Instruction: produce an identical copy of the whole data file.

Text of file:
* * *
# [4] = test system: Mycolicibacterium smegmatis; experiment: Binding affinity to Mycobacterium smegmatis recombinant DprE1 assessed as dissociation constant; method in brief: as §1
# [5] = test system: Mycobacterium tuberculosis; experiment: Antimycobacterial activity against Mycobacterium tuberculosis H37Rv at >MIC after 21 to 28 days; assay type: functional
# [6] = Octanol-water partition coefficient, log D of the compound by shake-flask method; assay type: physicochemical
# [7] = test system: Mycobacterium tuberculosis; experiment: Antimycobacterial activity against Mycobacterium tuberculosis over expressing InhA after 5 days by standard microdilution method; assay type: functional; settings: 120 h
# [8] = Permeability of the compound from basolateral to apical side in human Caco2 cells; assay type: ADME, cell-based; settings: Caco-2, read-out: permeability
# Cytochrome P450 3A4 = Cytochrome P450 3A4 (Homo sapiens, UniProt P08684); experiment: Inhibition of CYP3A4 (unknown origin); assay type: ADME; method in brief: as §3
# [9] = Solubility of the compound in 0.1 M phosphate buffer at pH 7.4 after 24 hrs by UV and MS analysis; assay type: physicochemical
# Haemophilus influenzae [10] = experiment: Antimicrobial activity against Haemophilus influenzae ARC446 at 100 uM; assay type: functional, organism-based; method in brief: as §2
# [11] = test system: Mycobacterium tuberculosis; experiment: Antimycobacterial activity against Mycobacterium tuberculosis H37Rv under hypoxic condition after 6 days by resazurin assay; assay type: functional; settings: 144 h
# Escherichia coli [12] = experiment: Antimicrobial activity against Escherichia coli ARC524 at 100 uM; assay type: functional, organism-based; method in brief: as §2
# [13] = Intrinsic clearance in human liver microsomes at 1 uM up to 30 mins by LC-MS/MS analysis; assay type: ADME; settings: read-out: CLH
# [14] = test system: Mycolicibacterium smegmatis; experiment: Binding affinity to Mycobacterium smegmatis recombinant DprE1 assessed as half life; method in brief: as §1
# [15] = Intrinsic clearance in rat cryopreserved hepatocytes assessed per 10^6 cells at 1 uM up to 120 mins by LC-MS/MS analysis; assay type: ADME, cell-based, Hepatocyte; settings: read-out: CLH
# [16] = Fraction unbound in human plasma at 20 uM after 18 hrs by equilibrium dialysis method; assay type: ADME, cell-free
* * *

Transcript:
# [4] = test system: Mycolicibacterium smegmatis; experiment: Binding affinity to Mycobacterium smegmatis recombinant DprE1 assessed as dissociation constant; method in brief: as §1
# [5] = test system: Mycobacterium tuberculosis; experiment: Antimycobacterial activity against Mycobacterium tuberculosis H37Rv at >MIC after 21 to 28 days; assay type: functional
# [6] = Octanol-water partition coefficient, log D of the compound by shake-flask method; assay type: physicochemical
# [7] = test system: Mycobacterium tuberculosis; experiment: Antimycobacterial activity against Mycobacterium tuberculosis over expressing InhA after 5 days by standard microdilution method; assay type: functional; settings: 120 h
# [8] = Permeability of the compound from basolateral to apical side in human Caco2 cells; assay type: ADME, cell-based; settings: Caco-2, read-out: permeability
# Cytochrome P450 3A4 = Cytochrome P450 3A4 (Homo sapiens, UniProt P08684); experiment: Inhibition of CYP3A4 (unknown origin); assay type: ADME; method in brief: as §3
# [9] = Solubility of the compound in 0.1 M phosphate buffer at pH 7.4 after 24 hrs by UV and MS analysis; assay type: physicochemical
# Haemophilus influenzae [10] = experiment: Antimicrobial activity against Haemophilus influenzae ARC446 at 100 uM; assay type: functional, organism-based; method in brief: as §2
# [11] = test system: Mycobacterium tuberculosis; experiment: Antimycobacterial activity against Mycobacterium tuberculosis H37Rv under hypoxic condition after 6 days by resazurin assay; assay type: functional; settings: 144 h
# Escherichia coli [12] = experiment: Antimicrobial activity against Escherichia coli ARC524 at 100 uM; assay type: functional, organism-based; method in brief: as §2
# [13] = Intrinsic clearance in human liver microsomes at 1 uM up to 30 mins by LC-MS/MS analysis; assay type: ADME; settings: read-out: CLH
# [14] = test system: Mycolicibacterium smegmatis; experiment: Binding affinity to Mycobacterium smegmatis recombinant DprE1 assessed as half life; method in brief: as §1
# [15] = Intrinsic clearance in rat cryopreserved hepatocytes assessed per 10^6 cells at 1 uM up to 120 mins by LC-MS/MS analysis; assay type: ADME, cell-based, Hepatocyte; settings: read-out: CLH
# [16] = Fraction unbound in human plasma at 20 uM after 18 hrs by equilibrium dialysis method; assay type: ADME, cell-free